I use the adjective "spurious" in the title of this post not because I believe that it's obvious that Mr. Cruz is a natural born citizen; indeed, I've conceded that the question is closer than one may expect, and I have my own inclinations, but I've found Michael Ramsey's perspective to be the most persuasive in concluding that he is eligible.

Instead, it is because there is simply no requirement under Pennsylvania law that a citizen be "eligible" to obtain ballot access. Indeed, the very opposite is true.

I've written, extensively, about this very basic error in these qualifications disputes. There is no free-standing ability for courts to scrutinize qualifications of candidates for president. Instead, it is reserved to the states to administer ballot access. States can decide whether to list a candidate, or not list a candidate. One must refer to state law. To be sure, there is a concern that a state may list a candidate ineligible for office--but there is no federal right to keep an unqualified candidate off the ballot. Instead, such decisions reside in state law.

This is in part because there are many who may evaluate the qualifications of a candidate--voters, being one of them! But presidential electors can also decide whether a candidate is eligible or not, and decide not to vote for him. Indeed, many (but not all!) decided that Horace Greeley was no longer eligible after he died in 1872 after the election and cast votes for others.

The state court in Pennsylvania was in grave error when it concluded otherwise: "the Constitution does not vest the Electoral College with power to determine the eligibility of aPresidential candidate since it only charges the members of the Electoral College to select acandidate for President and then transmit their votes to the nation's 'seat of government.'" What does the power to "select" mean if it does not include the discretion to decide whether someone is fit for office--including, whether someone is eligible for office?

And the Court was wrong to conclude that Congress lacks this power, too: "no Constitutional provision places such power in Congress to determine Presidential eligibility. Moreover, other than setting forth the bare argument, the Candidate offers no further support for the contrary proposition."

Well, apart from my Indiana Law Journal article extensively discussing this precise point, one could easily cite the instance of Congress refusing to count electoral votes cast for Horace Greeley in 1873 because it believed he was not eligible to serve as president; or Congress's resolution in 2008 decreeing that John McCain was a natural born citizen, presumably because it believed it had the power to scrutinize qualifications in its power, likely under the subsequent language of the Counting Clause of the Twentieth Amendment, at the very least.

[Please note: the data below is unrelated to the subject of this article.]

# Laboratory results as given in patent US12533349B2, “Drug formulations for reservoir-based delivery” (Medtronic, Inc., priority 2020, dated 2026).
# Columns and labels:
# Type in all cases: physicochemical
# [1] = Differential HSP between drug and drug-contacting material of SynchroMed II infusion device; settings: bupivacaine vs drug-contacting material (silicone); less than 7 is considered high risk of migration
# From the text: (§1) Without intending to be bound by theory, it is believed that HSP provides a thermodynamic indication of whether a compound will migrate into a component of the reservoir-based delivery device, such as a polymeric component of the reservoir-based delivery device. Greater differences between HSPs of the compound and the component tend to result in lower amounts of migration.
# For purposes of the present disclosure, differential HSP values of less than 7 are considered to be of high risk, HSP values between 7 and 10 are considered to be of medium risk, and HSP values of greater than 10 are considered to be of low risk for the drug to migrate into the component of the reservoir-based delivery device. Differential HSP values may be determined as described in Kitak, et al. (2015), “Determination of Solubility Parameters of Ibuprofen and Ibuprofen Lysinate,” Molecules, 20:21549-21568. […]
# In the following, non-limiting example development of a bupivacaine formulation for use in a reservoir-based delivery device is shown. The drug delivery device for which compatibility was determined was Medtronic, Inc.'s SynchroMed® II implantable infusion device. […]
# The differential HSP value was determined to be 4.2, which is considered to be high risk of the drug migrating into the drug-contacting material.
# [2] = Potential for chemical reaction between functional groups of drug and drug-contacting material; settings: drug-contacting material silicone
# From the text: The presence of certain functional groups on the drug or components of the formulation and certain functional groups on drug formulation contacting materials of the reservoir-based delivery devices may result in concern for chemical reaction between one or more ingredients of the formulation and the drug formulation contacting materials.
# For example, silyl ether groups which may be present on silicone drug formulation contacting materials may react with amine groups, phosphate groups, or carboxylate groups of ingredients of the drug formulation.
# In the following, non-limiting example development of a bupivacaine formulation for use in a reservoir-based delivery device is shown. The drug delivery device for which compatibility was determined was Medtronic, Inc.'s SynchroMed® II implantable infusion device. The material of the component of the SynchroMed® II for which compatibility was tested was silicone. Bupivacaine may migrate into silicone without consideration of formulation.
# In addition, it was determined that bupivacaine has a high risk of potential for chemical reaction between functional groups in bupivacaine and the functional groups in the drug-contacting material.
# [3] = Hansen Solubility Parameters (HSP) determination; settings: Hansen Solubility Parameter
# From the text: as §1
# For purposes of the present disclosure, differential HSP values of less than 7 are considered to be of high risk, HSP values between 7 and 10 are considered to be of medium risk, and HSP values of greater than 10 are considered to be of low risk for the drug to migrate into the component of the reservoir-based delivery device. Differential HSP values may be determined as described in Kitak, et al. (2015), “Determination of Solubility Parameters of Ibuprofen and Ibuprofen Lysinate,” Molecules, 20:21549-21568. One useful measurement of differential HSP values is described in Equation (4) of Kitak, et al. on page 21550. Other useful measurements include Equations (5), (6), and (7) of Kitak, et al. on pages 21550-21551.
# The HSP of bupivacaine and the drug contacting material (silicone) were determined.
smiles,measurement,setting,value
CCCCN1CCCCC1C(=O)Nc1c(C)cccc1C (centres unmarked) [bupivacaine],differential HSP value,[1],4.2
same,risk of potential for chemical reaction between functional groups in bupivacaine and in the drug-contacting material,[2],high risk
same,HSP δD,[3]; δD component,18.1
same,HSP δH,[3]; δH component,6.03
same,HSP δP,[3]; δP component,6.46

But this is essentially because the Pennsylvania state court confused the political question doctrine--that a question is exclusively reserved to another branch--with this issue. That is, it may not be a political question; but, it is certainly the case that many other political actors hold the power simultaneously. That, I think, is good reason to give pause.

It is further reason to give pause when one consider whether any cause of action exists. After all, what right is there to remove someone from the ballot? That is an operation of state law--of state ballot access law, in particular. And Pennyslvania's election code and election practice expressly display how spurious this claim against Mr. Cruz is.

Many states, understandably, do not want to engage in much scrutinize of the qualifications for these offices--let voters, electors, and Congress sort it out, rather than election officials and courts. And Pennsylvania law expressly disclaims any requirement that presidential candidates declare they are eligible.

Consider Section 2870 of the election code: candidates for office typically must file a nomination petition with an affidavit stating "that he is eligible for such office." But the end of the section provides something quite contrary for presidential candidates: "In the case of a candidate for nomination as President of the United States, it shall not be necessary for such candidate to file the affidavit required in this section to be filed by candidates, but the post-office address of such candidate shall be stated in such nomination petition." (Emphasis added.)

Pennsylvania leaves it other actors--not election officials, and, by proxy, not courts reviewing the decisions of election officials--to scrutinize qualifications.